“If our growing population wants to keep eating fish (and I certainly want to) the future includes farming,” – Chef Ned Bell
By Samantha McLeod
The only way we can continue to consume seafood with any sense of sustainability is to only consume seafood that is responsibly farmed, responsibly harvested and maybe most importantly, understood, says Buy BC’s new chef ambassador Ned Bell .
“We need to dive deeper to better understand the challenges, the opportunities, and continue to create the road map to get us to a place where we are supporting healthy communities and consuming wild and farmed fish,” said Bell, a champion of BC foods, farmers and fishers.
“By ensuring we put the ecosystem first, we can care for the fish we grow and, in turn, feed and nourish ourselves,” said the award-winning locavore, who was recently appointed as Buy BC’s chef ambassador.
In an interview with SeaWestNews, Bell said: “If our growing population wants to keep eating fish (and I certainly want to) the future includes farming,”
“I know that’s a massive statement to uncover and understand, but it’s one we need to fully appreciate before we form our opinion or perceived opinion. Yes, there are challenges, yes there are risks, but the good of aquaculture far outweighs the bad of the past.
“Responsible aquaculture is needed…we need to utilize our oceans, continually develop and improve technology, including land-based farming, review siting requirements, what species of fish we grow and research innovative feed solutions, and most importantly understand what the health of a fish means, and the ethics involved.
“We have done some incredible work over a relatively short period of time creating awareness and advocacy for responsible, traceable and sustainable seafood, but we have barely scratched the surface,” he added.
Bell, the author of Lure: Sustainable Seafood Recipes from the West Coast, and General Manager/Executive Chef of Naramata Inn has long inspired people to think bigger about ingredients harvested from the land and waterways of B.C.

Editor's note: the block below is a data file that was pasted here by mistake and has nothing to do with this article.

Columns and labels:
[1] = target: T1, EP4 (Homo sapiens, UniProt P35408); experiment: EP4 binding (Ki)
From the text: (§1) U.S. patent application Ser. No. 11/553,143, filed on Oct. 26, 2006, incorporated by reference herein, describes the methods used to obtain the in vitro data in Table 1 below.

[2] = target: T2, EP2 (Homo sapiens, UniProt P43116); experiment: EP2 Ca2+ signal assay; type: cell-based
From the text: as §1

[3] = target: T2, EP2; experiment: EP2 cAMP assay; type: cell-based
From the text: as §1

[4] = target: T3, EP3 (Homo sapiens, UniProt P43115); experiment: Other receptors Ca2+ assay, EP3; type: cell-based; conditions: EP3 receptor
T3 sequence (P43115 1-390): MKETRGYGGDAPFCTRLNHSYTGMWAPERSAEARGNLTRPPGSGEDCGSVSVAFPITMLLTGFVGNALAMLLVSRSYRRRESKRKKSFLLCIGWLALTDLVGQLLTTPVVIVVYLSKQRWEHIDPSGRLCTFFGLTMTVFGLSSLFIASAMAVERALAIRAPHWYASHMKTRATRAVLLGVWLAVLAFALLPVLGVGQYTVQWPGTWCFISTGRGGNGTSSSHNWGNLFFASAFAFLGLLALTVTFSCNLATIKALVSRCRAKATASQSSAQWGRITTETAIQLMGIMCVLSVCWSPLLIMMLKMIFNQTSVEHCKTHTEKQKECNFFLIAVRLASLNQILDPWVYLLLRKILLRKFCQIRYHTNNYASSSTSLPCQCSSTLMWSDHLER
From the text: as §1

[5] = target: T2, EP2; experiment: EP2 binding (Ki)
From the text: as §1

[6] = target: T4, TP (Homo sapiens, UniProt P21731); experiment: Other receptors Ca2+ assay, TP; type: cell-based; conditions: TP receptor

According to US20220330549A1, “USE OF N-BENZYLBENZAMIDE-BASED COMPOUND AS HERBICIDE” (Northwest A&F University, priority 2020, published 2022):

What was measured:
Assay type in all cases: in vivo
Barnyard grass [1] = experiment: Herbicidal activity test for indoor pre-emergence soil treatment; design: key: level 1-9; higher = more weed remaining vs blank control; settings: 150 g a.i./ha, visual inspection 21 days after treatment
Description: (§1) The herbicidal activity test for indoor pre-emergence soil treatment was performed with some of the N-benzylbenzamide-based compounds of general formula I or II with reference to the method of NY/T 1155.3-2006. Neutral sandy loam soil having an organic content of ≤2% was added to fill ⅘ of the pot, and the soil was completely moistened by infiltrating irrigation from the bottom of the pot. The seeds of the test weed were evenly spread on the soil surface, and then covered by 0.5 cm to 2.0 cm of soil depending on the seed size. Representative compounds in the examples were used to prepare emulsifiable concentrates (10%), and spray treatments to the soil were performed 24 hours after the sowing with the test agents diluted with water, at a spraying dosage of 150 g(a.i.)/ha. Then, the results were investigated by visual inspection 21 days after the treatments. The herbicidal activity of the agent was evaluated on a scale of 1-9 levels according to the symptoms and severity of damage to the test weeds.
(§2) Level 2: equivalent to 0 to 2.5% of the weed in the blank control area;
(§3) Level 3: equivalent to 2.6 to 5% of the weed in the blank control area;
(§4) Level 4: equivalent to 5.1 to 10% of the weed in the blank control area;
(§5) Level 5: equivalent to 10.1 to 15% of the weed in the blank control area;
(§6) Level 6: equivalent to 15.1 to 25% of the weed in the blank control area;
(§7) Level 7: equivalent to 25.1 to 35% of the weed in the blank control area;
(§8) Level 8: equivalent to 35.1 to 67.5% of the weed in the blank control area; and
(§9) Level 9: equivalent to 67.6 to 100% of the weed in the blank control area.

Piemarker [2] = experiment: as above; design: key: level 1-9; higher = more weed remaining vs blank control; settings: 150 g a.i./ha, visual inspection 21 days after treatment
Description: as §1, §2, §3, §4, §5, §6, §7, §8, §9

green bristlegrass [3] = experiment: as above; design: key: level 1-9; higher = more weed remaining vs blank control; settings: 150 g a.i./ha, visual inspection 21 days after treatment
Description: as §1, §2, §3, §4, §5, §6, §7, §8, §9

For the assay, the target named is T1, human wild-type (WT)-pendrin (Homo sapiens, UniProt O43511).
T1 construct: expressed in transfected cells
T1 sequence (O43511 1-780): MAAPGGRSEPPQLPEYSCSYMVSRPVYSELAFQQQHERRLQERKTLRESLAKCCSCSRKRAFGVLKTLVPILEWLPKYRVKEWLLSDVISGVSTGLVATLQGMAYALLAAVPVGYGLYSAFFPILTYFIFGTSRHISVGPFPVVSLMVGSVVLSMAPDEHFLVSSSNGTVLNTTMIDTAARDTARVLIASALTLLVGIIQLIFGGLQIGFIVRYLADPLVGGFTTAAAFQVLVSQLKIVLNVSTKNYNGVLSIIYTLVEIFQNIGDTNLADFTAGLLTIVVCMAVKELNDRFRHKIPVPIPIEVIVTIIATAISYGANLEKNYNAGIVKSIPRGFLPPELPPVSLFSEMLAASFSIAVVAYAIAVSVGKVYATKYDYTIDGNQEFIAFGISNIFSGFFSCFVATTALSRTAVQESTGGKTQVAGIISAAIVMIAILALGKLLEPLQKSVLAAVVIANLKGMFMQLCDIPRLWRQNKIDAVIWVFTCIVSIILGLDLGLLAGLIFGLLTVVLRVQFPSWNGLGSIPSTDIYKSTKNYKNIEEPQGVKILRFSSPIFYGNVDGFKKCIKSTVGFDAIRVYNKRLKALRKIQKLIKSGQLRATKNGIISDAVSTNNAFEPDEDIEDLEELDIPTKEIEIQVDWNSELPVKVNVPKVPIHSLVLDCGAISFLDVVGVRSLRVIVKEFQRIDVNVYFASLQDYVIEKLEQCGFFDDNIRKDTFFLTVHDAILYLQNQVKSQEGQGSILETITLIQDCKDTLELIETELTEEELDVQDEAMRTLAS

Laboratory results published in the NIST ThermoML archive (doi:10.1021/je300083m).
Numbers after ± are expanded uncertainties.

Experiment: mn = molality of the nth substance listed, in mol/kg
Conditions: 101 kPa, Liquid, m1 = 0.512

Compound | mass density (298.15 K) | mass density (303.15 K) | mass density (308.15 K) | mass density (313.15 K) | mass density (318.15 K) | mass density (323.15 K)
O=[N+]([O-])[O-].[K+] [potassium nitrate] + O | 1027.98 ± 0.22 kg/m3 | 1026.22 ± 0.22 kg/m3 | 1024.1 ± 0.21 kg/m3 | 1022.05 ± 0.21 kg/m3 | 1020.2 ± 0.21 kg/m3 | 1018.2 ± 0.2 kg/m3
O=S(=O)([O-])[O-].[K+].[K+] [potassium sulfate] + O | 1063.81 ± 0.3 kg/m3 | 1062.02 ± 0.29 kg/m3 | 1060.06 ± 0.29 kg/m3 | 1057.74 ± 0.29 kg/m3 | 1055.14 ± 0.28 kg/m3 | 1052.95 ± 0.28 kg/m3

“When we buy local ingredients and products, we celebrate nutritious meals grown in our own backyard, and support local farmers and producers, communities and the environment at the same time,” said Bell.
“Food grown and raised in B.C. is picked at peak freshness. That means shorter travel time from farms to tables, which in turn creates fresher and tastier food and a reduced carbon footprint, all while maintaining farmland and green space in communities,” he said.
First launched in the ‘90s, Buy BC makes it easy for consumers to identify local ingredients and products by the presence of the Buy BC logo.
The program was re-established by the provincial government in 2018 and is led by Minister of Agriculture and Food, Lana Popham.
“Buying B.C. food and beverages strengthens our provincial food system and keeps people and the economy working,” said Popham.
“Ned’s steadfast commitment to supporting local food, and his ability to inspire, excite, and connect make this partnership a perfect pairing,” she said, adding that as Chef Ambassador, Bell will act as a hyper-local Buy BC advocate.
Bell’s appointment comes as the Federal Government works on a transition plan to move away from open-net salmon farming on Canada’s west coast.
(Image showing Chef Ned Bell courtesy of Government of BC)